At this point in the visitation a startling incident occurred. A letter from the cardinal was handed to the bishop. Cardinal Wolsey was at this time endeavouring to carry out his scheme of suppressing various small religious houses that seemed to be of little use, in favour of establishing the two large collegiate foundations at Ipswich and Oxford. The pope had granted him ample powers, and he had cast his eyes on the wealthy college of Stoke. Learning that the bishop of Norwich was making a visitation tour, it became a matter of some moment to check it. The cardinal's commissioners were anxious to make out a good case for the suppression of the college, and probably had their brief prepared; moreover the non-resident master or dean of the college, 'no estimable person,' had been already gained over. But the college was now under the patronage of the queens of England, and when Queen Katharine learnt what was contemplated she acted with prompt decision, sent down her faithful servant Griffith and took possession of the title deeds. Meanwhile, on 8 July, the cardinal wrote to the dean announcing that he was about to visit the college on 1 August, with powers of a legate a latere. This important and ominous letter seems to have been handed to the bishop just after he had begun his visitation. Cardinal Wolsey had full power as legate to inhibit the bishop visiting, but the Bishop of Norwich was on safe ground in considering that a letter addressed to the dean of the college did not concern him, and he continued the visitation regardless of he contents. The letter, however, of the cardinal to the dean was set forth at length by the bishop's scribe in his register; it stated that the religious life of the college was said to have declined, and the dean and canons were cited to appear on 1 August before the cardinal's commissioners. This letter had reached the college on 11 July.

The notes of the interrupted but continued visitation show that Dr. William Greene, the dean, was not present, but that six prebendaries were in attendance, with eight vicars and five 'conducts' or lay stipendiaries. The result of the several examination of the canons and the vicars is set forth in detail. It was shown that the janitor of the college, who ought to be in residence, was in attendance on the queen; that the dean, though bound to reside, was non-resident and in other ways broke the statutes; that George Gelibrond, one of the vicars who had been forced upon them by the present dean, though incapable of singing, was a most quarrelsome and discreditable person; and that the dean had presented him to the vicarage of Stoke under his seal, without the consent of the chapter, and had also dismissed a vicar of the college without cause and without the leave of the chapter. All the vicars united in complaining of Gelibrond, most of them also stating that he defamed Cardinal Wolsey. Three slightly different versions in English are entered of the actual words used by Gelibrond when defaming the cardinal, the most pungent is: 'It is a pitie that he berith the rule that he doithe, and if otheremen wolde doo as I wolde, he shoulde be plucked out of his house by the eyres. I wolde to God there were xl thousand of my mynde.'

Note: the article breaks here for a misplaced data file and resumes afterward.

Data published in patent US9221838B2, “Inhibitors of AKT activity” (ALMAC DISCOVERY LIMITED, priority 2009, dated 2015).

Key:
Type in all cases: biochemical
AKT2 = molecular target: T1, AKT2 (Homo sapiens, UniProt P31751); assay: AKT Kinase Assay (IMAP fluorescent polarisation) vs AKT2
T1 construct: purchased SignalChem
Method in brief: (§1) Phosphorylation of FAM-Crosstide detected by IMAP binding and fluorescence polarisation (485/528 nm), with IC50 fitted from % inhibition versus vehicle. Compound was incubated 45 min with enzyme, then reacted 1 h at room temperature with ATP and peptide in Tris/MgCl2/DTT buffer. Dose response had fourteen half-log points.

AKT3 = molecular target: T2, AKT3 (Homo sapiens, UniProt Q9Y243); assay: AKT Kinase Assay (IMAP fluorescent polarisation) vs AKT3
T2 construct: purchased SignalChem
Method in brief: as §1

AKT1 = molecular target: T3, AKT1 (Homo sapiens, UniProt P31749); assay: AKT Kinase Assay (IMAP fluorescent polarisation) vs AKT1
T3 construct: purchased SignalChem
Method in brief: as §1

The bishop's injunctions were that if the dean did not reside he was only to receive £20 a year out of the profits, according to the statutes; that the chancel of Clare was to be repaired at the dean's expense, before next All Saints' day; that the janitor was to reside and see to his duty, otherwise to forfeit his salary; that one of the clerks was to sleep and remain all night in the vestry; that the verger was to be in attendance and exercise his office in the same manner as at the collegiate church of St. Stephen, Westminster, or of Windsor; and that George Gelibrond, irregularly admitted, was to be expelled from his stall. This last injunction was afterwards withdrawn in favour of a monition. Other injunctions related to inventories, custody of seals, the recovery of the muniments, &c. (fn. 13)